As I reflected further on the events of that hot summer morning, I realised that for a moment the edge of the sticking plaster had been lifted. The extent of the problem had been revealed but no cure was offered at all.  A lid had been lifted off a box of troubles which charismatic western churches are not ready to deal with. They aren’t yet willing to engage in mainstream conversations which acknowledge that many of us aren’t experiencing victorious triumphalist lives. Festivals don’t do that. They are there to inspire not cure. Cures take a long time with real people offering real help. At the time I was angry with the leader for not providing something which was more helpful, but I now realise he didn’t know what to do; he wasn’t equipped to help.

Because I now know that there are many of us who really do struggle with our faith on a whole load of levels for a whole raft of reasons. I want this blog to be a place where we can say #metoo and find solace in not being alone and strength to move forward because we do want to move on but are struggling to find that path on our own. I don’t promise any magic wands or easy answers.  Yes, there are stories of instant miracles but most of the time it is about grinding out our faith in the grist of everyday of life.

Have you ever experienced an event or church service like the one I have described here? How did you feel afterwards? What message did the experience give you?

Let me know your thoughts in the comments section below.

An expert on brokenness

Photo by Daniel Tafjord on Unsplash

What are you an expert in? That was the question posed by the article staring up out of the page. Write about what you are an expert in.

After much thought, and a word or two from God, I realised that I am an expert in brokenness. Not a sexy or trendy admission to make. It certainly doesn’t have as much kudos as being a specialist in parenting or theology or mixed media textiles; all things I enjoy and aspire to become better at. But the truth is I do know a lot about being fractured by life, especially in the whole messy area of faith, and trying to climb out of the bombsite it creates.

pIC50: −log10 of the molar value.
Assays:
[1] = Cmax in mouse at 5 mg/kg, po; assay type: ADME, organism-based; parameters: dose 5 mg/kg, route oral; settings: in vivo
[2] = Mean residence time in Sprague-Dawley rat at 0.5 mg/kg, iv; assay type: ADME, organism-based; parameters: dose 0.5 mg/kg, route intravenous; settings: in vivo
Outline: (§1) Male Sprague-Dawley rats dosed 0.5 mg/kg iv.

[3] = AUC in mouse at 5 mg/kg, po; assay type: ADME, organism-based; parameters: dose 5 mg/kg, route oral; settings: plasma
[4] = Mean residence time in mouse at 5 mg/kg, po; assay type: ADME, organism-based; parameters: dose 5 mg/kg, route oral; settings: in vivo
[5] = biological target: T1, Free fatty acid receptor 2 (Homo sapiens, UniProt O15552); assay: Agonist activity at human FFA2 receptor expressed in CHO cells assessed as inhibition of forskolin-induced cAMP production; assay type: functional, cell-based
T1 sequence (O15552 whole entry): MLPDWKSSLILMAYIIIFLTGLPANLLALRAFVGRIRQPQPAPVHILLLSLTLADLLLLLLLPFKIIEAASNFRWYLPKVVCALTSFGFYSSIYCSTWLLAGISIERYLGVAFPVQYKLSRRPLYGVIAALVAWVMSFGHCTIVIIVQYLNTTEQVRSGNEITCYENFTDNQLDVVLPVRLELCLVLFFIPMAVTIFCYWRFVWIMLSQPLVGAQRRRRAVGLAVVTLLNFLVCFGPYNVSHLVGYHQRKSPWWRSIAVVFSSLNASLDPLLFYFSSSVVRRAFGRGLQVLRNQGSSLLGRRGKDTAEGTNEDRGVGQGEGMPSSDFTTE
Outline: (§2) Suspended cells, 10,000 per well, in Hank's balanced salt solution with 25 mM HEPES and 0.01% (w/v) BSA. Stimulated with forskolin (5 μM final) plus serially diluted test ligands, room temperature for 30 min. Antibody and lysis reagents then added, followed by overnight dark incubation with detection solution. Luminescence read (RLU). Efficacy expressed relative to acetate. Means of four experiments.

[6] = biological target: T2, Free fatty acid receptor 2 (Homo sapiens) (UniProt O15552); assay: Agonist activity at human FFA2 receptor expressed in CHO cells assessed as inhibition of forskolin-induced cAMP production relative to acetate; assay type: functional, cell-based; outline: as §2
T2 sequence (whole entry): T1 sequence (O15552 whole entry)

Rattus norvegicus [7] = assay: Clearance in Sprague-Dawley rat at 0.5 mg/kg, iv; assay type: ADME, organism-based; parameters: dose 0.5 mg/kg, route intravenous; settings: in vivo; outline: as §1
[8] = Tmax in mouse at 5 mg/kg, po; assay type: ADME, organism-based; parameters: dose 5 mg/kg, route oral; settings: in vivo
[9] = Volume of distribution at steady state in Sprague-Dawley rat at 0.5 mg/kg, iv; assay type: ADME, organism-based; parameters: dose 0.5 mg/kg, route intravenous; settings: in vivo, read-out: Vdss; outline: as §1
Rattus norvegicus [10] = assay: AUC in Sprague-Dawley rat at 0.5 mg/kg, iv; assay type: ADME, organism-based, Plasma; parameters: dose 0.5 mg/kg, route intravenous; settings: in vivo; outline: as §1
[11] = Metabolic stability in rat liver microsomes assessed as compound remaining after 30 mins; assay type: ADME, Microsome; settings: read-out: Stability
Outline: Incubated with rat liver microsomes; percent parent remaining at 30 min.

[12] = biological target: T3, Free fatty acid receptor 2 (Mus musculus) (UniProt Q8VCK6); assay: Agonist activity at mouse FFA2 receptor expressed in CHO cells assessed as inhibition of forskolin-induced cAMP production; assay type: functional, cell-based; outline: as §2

Some people only get broken a little bit and so can keep going on much the same as before. Others of us are emotionally wounded so much and so hard that it can become unimaginable to think that we will ever be healed enough to resume daily life, let alone as before.

That is my path. It is one many of us end up treading. It feels like wading through treacle at best but more often like trekking across a deserted wasteland. Then there is the feeling of being utterly alone as if no one has endured pain like this, with no map on how to survive, let alone thrive from it.

Coming through it and out the other side feels like pushing a boulder up a hill – backwards – while on roller skates. It looks and feels impossible. It is achingly slow and for every inch of progress it seems as if we slither back to the bottom many, many times. 

But in the midst of it there is often a tiny ray of hope. God and I don’t always see eye to eye over the theology of suffering, but I do believe that whatever mess or pain we are in He is with us. I’d much rather be airlifted out to safety as I am sure you would, but for some unfathomable reason He prefers to be our companion as we pass through the waters or walk through the fire (Isaiah 43:2)

What are your areas of expertise? It could be the ability to make a cup of tea just the way your friend likes it, or you are the go to person for wisdom for parenting teenagers.

Please post your thoughts and comments to make this a conversation rather than a monologue.

Jo